in life. You are living a stopgap life, you're living a life where


there is very little future and there's very little opportunity.


Your children are not preparing for higher education or further


education, so what happens is that you are stuck, and it seems that all


the cards are stacked against you. And is the way out of that trap, as


it seems, the way you have describe it, is money the answer? Money is


the answer, but it's not necessarily just to dump a couple of thousands


pounds a week on people. We have got to go back. What we have got is, we


have got a failing system of government which is largely


responsible for this almost institutional poverty. If you look


at the way that we respond to children and families in need and


children who were in abuse, we take them out, we put them into care, we


spend thousands of pounds, maybe ?3000 a week on them, we spend ?1


million on them... And stick and you put them back in that failing home?


At the age of 16, they come out with the reading age of 12-year-old. You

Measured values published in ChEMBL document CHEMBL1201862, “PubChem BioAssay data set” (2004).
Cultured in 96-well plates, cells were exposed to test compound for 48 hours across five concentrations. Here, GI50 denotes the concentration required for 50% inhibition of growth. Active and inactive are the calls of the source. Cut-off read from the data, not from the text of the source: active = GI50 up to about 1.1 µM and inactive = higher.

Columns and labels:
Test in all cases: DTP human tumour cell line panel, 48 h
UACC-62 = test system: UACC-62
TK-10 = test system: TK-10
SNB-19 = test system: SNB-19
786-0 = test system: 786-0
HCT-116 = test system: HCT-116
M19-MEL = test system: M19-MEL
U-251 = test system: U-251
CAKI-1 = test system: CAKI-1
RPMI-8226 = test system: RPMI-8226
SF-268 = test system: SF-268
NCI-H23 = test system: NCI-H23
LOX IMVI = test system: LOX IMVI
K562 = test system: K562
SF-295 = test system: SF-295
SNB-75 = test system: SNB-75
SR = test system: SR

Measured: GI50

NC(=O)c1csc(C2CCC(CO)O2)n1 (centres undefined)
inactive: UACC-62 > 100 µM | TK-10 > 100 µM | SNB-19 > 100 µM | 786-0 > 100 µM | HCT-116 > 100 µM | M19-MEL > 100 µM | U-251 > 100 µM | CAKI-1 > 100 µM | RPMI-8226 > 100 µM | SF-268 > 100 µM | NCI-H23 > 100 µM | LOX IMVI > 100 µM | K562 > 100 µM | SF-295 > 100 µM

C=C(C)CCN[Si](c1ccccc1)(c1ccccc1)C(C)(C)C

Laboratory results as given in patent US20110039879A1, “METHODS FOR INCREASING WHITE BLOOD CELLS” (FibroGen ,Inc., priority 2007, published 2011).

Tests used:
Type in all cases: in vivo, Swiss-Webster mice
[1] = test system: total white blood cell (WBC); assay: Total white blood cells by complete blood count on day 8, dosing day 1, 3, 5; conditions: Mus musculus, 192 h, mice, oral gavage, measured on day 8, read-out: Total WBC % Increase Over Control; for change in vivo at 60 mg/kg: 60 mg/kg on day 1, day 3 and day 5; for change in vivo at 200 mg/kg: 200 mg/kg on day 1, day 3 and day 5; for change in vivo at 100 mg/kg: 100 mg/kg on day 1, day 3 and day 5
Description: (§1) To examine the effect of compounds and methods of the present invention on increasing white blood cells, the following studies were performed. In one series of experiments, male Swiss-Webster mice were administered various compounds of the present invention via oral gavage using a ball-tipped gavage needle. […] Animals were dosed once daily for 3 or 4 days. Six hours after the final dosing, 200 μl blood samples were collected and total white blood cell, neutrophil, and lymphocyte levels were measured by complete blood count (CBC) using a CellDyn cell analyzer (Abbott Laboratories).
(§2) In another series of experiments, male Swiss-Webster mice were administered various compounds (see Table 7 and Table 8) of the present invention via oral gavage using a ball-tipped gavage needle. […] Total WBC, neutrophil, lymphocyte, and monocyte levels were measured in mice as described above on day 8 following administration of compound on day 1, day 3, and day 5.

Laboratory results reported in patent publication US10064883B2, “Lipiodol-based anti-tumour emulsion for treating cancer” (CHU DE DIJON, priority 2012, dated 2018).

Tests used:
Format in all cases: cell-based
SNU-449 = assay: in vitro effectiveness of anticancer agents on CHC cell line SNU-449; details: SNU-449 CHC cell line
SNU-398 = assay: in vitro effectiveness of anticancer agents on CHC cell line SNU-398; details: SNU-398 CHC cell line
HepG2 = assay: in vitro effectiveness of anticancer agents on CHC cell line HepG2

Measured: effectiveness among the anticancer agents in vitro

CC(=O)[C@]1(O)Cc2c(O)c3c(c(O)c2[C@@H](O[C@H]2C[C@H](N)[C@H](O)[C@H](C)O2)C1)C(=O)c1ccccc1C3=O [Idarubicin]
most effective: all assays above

have schools system which fails 37% of the children... Even though there


have been improvements and there are more children in our schools? Yes,


these are Justine Greening scenes figures, I thought it was 30, she


says it is 37. But the point is, if you have a mechanism, a government


that cannot respond to that, that uses social security not as social


opportunity... Tax credits, for instance, were you a fan of those,


which Gordon Brown believed would help families who were just about


managing? I am a great believer in using social security for social


opportunity. I don't think there is enough given to get people out of